The Boeing-Stearman Model 75 "Kaydet" two-seat biplane is a primary trainer. The Stearman Model 75
was evolved from the Stearman Model 6 or YPT-9 Cloudboy as a private venture by the Stearman Aircraft Company
of Wichita. Model 73, the prototype of the Kaydet flew first on 26 November 1934. The Kaydet became a success: it was
ordered by the U.S.Navy and the U.S.Army for use as a trainer. The Navy named the Boeing 75 the NS-1, later
evolved into the N2S series. The Army aircraft was the PT-13, later evolved into the PT-17 and PT-18. The
Kaydet variants were sold for military and civilian users outside the USA to countries like Canada and China.
Boeing built 8584 Model 75 in all versions, plus the equivalent of 2000 more in spares. Lloyd C. Stearman founded
the Stearman Aircraft Company in 1926. In 1929 Lloyd Stearman sold his company to the 'United Aircraft and
Transport Corporation'. In September 1934 the group was split up and Boeing Air Transport, pulled out of this group
and took the Stearman Aircraft Company with it as wholly owned subsidiary. The Boeing-Stearman Model 75 and its
variants were manufactured by the Stearman Aircraft Company in Wichita, Kansas from 1934 through 1945. In 1938
the Stearman Aircraft Company became the Stearman Aircraft Division of the Boeing Aircraft Company. Generally,
all the Stearman Kaydet airframes built are the same with the only major difference being the engine installed.
Due to the Kaydet's solid construction and reliable low speed handling,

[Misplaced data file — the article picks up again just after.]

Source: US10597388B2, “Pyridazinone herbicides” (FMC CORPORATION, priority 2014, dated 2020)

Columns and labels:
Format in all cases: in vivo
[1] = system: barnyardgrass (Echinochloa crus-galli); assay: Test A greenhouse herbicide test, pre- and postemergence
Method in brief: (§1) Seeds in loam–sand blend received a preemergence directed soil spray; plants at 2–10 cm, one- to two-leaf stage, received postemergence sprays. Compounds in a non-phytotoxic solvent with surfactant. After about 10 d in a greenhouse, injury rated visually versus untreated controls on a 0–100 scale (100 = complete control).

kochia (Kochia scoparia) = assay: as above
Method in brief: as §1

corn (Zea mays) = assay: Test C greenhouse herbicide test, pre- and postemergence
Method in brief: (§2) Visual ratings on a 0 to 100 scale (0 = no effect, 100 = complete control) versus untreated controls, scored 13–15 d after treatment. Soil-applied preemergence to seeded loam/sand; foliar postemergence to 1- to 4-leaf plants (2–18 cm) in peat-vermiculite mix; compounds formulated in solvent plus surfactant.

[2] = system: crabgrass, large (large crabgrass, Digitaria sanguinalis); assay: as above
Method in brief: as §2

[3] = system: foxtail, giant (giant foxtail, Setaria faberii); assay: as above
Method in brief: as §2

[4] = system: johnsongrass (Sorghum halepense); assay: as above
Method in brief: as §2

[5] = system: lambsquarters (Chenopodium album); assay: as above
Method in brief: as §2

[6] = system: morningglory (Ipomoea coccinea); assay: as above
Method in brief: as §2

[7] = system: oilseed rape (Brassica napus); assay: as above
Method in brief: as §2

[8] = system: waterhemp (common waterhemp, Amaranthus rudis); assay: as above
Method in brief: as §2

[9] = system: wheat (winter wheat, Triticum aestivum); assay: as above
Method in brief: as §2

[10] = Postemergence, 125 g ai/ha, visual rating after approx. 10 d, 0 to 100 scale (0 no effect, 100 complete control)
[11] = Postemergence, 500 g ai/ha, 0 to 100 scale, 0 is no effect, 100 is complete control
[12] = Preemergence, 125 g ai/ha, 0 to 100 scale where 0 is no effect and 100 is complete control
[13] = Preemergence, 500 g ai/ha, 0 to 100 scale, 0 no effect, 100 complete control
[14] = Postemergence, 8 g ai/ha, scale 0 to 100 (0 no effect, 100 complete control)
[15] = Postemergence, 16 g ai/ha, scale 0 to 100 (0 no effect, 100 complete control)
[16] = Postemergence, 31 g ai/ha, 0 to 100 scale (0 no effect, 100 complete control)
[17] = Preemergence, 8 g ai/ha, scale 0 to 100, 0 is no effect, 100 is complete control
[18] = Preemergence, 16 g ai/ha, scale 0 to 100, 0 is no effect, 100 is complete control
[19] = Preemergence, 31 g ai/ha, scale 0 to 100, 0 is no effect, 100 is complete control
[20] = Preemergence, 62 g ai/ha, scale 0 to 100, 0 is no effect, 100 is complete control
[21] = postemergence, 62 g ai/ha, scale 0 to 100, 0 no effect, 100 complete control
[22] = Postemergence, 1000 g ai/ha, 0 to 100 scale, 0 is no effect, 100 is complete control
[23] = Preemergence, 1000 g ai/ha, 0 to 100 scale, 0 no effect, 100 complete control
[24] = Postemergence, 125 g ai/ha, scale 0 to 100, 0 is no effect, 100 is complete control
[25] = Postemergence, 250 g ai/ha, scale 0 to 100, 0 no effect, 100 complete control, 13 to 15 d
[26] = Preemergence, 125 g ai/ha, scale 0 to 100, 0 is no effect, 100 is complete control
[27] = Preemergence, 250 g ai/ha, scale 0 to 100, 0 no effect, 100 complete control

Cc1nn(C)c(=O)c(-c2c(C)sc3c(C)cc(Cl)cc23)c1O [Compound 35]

over 2000 airframes were converted for agricultural spraying after the war.
The 1940-built Boeing-Stearman A75N-1 c/n 75-971
N62TS is registered in the US with Carnerie Patrick B, Almeda,
California, and is operated by Museo Aero Fénix in Portugal. The Kaydet
is painted in '971 Navy' colours and is powered by a 600 hp 9 cylinder
Pratt & Whitney R1340 AN1 air-cooled radial engine. Stearman c/n 75-971 was built by Boeing in Wichita, Texas, in June
1940 and entered service with the US Navy as a N2S-1 Kaydet. This
Stearman A75N-1 is a standardised model in the c/n 75-922/1171 series. This
batch was produced for the Navy as N2S-1
Kaydet. The aircraft had USN BuNos 3145 - 3394. So the Boeing-Stearman
N2S-1 c/n 75-971 was allotted USN BuNo 3294. On 21 April 1945, after being withdrawn from
military service, the aircraft was sold, converted for agricultural
spraying and temporarely registered NC50085 and registered N50085.
Several owners, like Crowmac Aero Dusters Inc. and Mid Valley Dusters
Inc. operated the Stearman as a cropsprayer. On 16 April 1988,
in service with Aerial Advertising Inc., Andover, Massachusetts, the
aircraft was re-registered N772WM. On 24 December 1992, in service with My Toy Company,
Zanesville, Ohio, the current registration N62TS was alloted. In 2000, Boeing A75N1 N62TS entered service with
SkyArt in Portugal. In 2002, the aircraft was withdrawn from use and stored at Santarém. In July 2005, Stearman N62TS was acquired by the Association Museological Aero Fénix and restored to flying condition.
The first flight after the restauration was on 28 April 2006. Since the Boeing was noted on several airshows. On 28 May 2006, during
a demonstration flight at the aerodrome of Seia, Boeing A75N1 N62TS suffered slight damage when a precautionary landing ended with the right wing
and engine on the ground and the tail in the air. The N62TS was photographed at Base Aérea nº1 Sintra in Portugal during Aeronostalgia 2010.